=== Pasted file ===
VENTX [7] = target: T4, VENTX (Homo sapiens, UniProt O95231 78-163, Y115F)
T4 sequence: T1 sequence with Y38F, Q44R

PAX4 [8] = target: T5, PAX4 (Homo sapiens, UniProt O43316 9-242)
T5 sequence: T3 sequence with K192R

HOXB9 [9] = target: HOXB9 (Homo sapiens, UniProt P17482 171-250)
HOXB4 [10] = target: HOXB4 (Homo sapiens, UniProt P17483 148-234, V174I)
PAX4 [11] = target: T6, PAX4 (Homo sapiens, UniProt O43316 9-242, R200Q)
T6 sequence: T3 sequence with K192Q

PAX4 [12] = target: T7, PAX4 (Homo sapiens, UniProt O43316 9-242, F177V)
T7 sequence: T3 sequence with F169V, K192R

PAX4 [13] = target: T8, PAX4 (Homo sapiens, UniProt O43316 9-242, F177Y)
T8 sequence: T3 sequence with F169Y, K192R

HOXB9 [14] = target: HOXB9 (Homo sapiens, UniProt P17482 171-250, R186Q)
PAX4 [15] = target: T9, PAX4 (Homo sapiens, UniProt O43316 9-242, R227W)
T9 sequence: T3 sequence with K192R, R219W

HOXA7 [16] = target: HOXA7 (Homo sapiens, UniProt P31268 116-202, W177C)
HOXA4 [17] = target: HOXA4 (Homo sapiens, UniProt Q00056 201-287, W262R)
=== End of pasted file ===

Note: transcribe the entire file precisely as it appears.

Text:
VENTX [7] = target: T4, VENTX (Homo sapiens, UniProt O95231 78-163, Y115F)
T4 sequence: T1 sequence with Y38F, Q44R

PAX4 [8] = target: T5, PAX4 (Homo sapiens, UniProt O43316 9-242)
T5 sequence: T3 sequence with K192R

HOXB9 [9] = target: HOXB9 (Homo sapiens, UniProt P17482 171-250)
HOXB4 [10] = target: HOXB4 (Homo sapiens, UniProt P17483 148-234, V174I)
PAX4 [11] = target: T6, PAX4 (Homo sapiens, UniProt O43316 9-242, R200Q)
T6 sequence: T3 sequence with K192Q

PAX4 [12] = target: T7, PAX4 (Homo sapiens, UniProt O43316 9-242, F177V)
T7 sequence: T3 sequence with F169V, K192R

PAX4 [13] = target: T8, PAX4 (Homo sapiens, UniProt O43316 9-242, F177Y)
T8 sequence: T3 sequence with F169Y, K192R

HOXB9 [14] = target: HOXB9 (Homo sapiens, UniProt P17482 171-250, R186Q)
PAX4 [15] = target: T9, PAX4 (Homo sapiens, UniProt O43316 9-242, R227W)
T9 sequence: T3 sequence with K192R, R219W

HOXA7 [16] = target: HOXA7 (Homo sapiens, UniProt P31268 116-202, W177C)
HOXA4 [17] = target: HOXA4 (Homo sapiens, UniProt Q00056 201-287, W262R)